North Korean leader Kim Jong-un and United States President Donald Trump met at a historic summit in Singapore on June 12 that concluded with a joint statement. Those who want peace and denuclearisation on the Korean Peninsula have welcomed the success of the summit. Though the end of the war has not been declared, a decisive step towards complete denuclearisation and an end to mutual hostilities has been taken.
The intra-Korea summit on April 27 may well be recorded as historic, writes Youngsu Won from Seoul, but questions remain about how stable any peace that emerges will be.
The Panmunjeom Declaration signed by Kim Jong-un and Moon Jae-in clearly signifies Korea’s transition to peaceful coexistence. This development is welcomed by all except for anti-communist hysterical lunatics, nationally and internationally.
This winter has been extremely cold in South Korea, with temperatures regularly reaching well below -10°C — perhaps another sign of climate change.
Will a verbal war between a senile dotard and a little rocket man result in an actual war? Probably not, but at the moment, the risk is unprecedented.
The reason it remains unlikely is simply because the consequences of any actions are so catastrophic. Right now, this is the only deterrent to war.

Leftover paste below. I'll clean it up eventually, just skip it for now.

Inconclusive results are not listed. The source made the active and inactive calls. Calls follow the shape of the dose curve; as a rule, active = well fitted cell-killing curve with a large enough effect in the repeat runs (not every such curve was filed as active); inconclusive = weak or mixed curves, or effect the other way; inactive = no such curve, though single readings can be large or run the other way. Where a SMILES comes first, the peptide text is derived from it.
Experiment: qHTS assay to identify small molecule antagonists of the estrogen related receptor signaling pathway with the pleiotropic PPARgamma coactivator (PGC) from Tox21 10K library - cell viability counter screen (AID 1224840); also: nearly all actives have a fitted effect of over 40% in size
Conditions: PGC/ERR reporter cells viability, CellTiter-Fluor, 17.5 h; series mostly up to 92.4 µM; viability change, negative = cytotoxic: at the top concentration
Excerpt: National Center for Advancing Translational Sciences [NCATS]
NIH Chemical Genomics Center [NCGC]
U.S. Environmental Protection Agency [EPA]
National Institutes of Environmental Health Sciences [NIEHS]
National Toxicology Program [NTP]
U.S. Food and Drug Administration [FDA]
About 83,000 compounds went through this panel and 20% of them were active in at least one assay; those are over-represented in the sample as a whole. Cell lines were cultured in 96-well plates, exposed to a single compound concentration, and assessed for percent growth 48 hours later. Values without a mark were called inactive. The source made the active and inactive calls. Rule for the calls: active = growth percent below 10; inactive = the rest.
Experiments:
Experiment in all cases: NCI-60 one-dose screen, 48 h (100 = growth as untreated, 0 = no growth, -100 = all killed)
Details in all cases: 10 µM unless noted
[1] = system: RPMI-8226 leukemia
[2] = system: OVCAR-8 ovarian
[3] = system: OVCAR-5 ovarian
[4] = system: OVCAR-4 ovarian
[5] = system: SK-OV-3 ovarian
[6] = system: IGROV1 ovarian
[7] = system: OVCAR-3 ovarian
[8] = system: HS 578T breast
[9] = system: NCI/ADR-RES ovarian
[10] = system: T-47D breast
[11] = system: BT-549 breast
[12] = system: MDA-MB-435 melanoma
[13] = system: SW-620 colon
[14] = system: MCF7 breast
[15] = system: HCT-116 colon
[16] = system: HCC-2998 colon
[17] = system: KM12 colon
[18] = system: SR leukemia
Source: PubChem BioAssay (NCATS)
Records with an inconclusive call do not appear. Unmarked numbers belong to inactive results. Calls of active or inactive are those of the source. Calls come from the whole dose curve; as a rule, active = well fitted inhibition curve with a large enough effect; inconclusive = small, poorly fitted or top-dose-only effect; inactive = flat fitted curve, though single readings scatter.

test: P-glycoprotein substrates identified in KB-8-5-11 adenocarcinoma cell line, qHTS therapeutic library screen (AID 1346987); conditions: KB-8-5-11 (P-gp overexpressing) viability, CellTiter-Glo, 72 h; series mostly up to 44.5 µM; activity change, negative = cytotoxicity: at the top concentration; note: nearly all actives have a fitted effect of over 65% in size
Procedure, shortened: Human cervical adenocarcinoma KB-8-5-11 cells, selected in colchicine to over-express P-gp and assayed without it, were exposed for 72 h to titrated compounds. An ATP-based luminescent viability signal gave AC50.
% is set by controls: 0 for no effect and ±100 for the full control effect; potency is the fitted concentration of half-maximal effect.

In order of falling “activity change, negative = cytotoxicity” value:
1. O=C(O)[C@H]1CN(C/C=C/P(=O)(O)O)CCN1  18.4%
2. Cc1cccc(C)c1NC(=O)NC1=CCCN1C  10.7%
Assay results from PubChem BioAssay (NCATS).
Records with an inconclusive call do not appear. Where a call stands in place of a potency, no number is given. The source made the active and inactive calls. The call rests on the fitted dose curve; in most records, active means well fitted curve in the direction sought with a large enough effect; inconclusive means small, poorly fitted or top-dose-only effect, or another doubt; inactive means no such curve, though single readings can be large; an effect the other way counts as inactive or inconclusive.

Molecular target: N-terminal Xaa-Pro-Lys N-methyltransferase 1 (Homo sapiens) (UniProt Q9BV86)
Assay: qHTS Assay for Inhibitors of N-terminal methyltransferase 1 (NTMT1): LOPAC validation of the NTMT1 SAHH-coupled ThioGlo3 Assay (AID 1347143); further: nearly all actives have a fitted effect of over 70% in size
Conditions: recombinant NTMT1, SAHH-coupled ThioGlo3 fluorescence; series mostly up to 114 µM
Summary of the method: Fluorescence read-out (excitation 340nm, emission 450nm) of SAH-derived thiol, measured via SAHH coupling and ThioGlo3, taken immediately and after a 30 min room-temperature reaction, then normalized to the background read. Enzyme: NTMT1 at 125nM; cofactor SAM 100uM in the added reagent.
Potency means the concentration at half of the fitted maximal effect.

Moon Jae-in, of the liberal Democratic Party, won South Korea’s May 9 presidential election with 41% of the vote, easily defeating his arch-conservative opponent Hong Jun-pyo, who won about 24%.
The elections took place after the impeachment of conservative president Park Geun-hye for her involvement in a huge corruption scandal. Park, from Hong’s right-wing Saenuri Party (renamed Liberty Korea Party in a bid to rebrand), was forced out by the huge “Candlelight Revolution”. Millions of Koreans mobilised in an ongoing series of candlelight protests to demand her impeachment.
The elections also took place in a context of the threat of war in the Korean Peninsula with US President Donald Trump’s administration ratcheting up tensions with North Korea.